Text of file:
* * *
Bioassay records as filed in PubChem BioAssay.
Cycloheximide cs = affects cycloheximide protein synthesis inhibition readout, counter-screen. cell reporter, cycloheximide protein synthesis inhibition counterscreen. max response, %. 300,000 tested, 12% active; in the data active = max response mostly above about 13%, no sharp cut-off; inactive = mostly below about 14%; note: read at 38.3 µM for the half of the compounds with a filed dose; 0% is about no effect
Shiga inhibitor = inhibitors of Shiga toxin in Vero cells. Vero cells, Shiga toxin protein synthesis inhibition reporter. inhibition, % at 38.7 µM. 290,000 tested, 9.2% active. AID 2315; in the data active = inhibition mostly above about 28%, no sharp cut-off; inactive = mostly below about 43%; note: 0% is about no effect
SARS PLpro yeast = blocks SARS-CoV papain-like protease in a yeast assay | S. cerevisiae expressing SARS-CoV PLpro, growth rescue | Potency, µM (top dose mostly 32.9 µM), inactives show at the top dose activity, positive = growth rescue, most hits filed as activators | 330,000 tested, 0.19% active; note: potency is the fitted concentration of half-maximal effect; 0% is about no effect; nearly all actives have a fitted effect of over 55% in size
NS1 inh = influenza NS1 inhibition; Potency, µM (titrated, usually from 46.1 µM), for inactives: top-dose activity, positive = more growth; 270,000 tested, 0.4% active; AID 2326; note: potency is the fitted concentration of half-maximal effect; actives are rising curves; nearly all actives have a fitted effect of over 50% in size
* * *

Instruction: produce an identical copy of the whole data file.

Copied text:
Bioassay records as filed in PubChem BioAssay.
Cycloheximide cs = affects cycloheximide protein synthesis inhibition readout, counter-screen. cell reporter, cycloheximide protein synthesis inhibition counterscreen. max response, %. 300,000 tested, 12% active; in the data active = max response mostly above about 13%, no sharp cut-off; inactive = mostly below about 14%; note: read at 38.3 µM for the half of the compounds with a filed dose; 0% is about no effect
Shiga inhibitor = inhibitors of Shiga toxin in Vero cells. Vero cells, Shiga toxin protein synthesis inhibition reporter. inhibition, % at 38.7 µM. 290,000 tested, 9.2% active. AID 2315; in the data active = inhibition mostly above about 28%, no sharp cut-off; inactive = mostly below about 43%; note: 0% is about no effect
SARS PLpro yeast = blocks SARS-CoV papain-like protease in a yeast assay | S. cerevisiae expressing SARS-CoV PLpro, growth rescue | Potency, µM (top dose mostly 32.9 µM), inactives show at the top dose activity, positive = growth rescue, most hits filed as activators | 330,000 tested, 0.19% active; note: potency is the fitted concentration of half-maximal effect; 0% is about no effect; nearly all actives have a fitted effect of over 55% in size
NS1 inh = influenza NS1 inhibition; Potency, µM (titrated, usually from 46.1 µM), for inactives: top-dose activity, positive = more growth; 270,000 tested, 0.4% active; AID 2326; note: potency is the fitted concentration of half-maximal effect; actives are rising curves; nearly all actives have a fitted effect of over 50% in size